24. Dollar Glut Finances US Military Expansion
25. Fast Track Oil Exploitation in Western Amazon

Unidentified Flying Objects

September 24, 2009

I like Mac’s perspective on UFOs.   I find the issue intriguing, but much of the literature and discussion full of unadulterated bullshit, speculative conjecture, and undue skepticism.  His emphasis on agnosticism is much appreciated.  Here’s a metapost of his that discusses various aspects of the issue:

The problem with the above scenarios is the unwelcome (and often deliberately ignored) complexity of the UFO phenomenon. We seem to be dealing with an intelligence every bit as “paranormal” as it is “technological” — but then again, isn’t that what we might realistically expect from beings thousands or perhaps millions of years more advanced than us?

Discerning UFO researchers have noted the failure of “nuts and bolts” hypotheses to adequately address the weirdness that accompanies so many UFO-related events, calling the conventional interpretation of UFOs as spacecraft into serious question. Sizing up the phenomenon from the early 21st century, it would seem that visiting ETs could do a much better job at concealing their presence if they truly desired. Far from constituting a paradox, this begs us to reconsider the motives of a truly alien intelligence, even is that means casting away much of the ufological conventional wisdom (to say nothing of SETI dogma) in the process.

War. War never changes.

September 24, 2009

How far we’ve come from a nation that thought two oceans could separate us from Europe’s constant internecine warfare. 

Glenn Greenwald:

That’s why I keep quoting the 1790 warning of James Madison about what happens — inevitably — to a country when it chooses to be a permanent war-fighting state devoted to maintaining imperial power:

Of all the enemies to public liberty war is, perhaps, the most to be dreaded, because it comprises and develops the germ of every other. War is the parent of armies; from these proceed debts and taxes; and armies, and debts, and taxes are the known instruments for bringing the many under the domination of the few. In war, too, the discretionary power of the Executive is extended; its influence in dealing out offices, honors, and emoluments is multiplied : and all the means of seducing the minds, are added to those of subduing the force, of the people. The same malignant aspect in republicanism may be traced in the inequality of fortunes, and the opportunities of fraud, growing out of a state of war, and in the degeneracy of manners and of morals, engendered by both. No nation could preserve its freedom in the midst of continual warfare.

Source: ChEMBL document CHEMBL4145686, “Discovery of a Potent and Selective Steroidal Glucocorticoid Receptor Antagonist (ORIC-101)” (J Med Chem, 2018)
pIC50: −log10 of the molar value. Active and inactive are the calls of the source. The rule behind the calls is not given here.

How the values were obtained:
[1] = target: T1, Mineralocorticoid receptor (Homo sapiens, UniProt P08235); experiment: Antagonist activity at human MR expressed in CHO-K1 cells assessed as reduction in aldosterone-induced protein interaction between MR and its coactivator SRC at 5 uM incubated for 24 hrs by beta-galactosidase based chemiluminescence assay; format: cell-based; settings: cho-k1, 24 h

Shouldn’t we think about what that means?  All of these subsidiary, discrete battles are shaped by this larger truth.  We’re a country that has been continuously at war for decades, insists it is currently at war now, and vows that it will wage war for years if not decades to come (Obama:  we’ll be waging this war “a year from now, five years from now, and — in all probability — ten years from now”).  Exactly as Madison said (and as Wills this week emphasized), as long as we’re choosing to be that kind of a nation, then the crux of the Bush/Cheney approach will remain in place.  We can sand-paper away some of the harshest edges (“we’re no longer going to drown people in order to extract confession”); prettify some of what we’re doing (“we’re going to detain people with no charges based on implied statutory power rather than theories of inherent power”); and avoid making things worse (“we won’t seek a new preventive detention law because we don’t need one”).  But no matter who we elect, the pervasive secrecy, essentially authoritarian character of the Executive, and rapid erosion of core liberties will continue as long as we remain committed to what Wills calls “the empire created by the National Security State.”